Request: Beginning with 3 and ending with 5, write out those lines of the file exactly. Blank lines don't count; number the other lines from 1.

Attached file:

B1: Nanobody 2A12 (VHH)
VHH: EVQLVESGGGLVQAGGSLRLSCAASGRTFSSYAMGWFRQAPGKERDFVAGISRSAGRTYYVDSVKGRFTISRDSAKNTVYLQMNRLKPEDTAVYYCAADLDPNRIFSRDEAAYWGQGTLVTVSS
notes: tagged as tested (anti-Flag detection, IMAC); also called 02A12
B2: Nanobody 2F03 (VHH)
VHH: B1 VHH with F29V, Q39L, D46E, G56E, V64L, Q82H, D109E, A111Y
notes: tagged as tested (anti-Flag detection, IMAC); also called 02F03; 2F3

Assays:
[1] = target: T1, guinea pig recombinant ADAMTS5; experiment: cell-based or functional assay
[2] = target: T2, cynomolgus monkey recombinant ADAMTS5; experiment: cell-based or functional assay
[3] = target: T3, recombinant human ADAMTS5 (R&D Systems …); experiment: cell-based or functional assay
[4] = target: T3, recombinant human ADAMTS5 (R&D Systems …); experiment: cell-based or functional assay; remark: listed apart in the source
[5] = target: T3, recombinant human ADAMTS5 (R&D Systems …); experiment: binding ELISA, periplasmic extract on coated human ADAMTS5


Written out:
notes: tagged as tested (anti-Flag detection, IMAC); also called 02A12
B2: Nanobody 2F03 (VHH)
VHH: B1 VHH with F29V, Q39L, D46E, G56E, V64L, Q82H, D109E, A111Y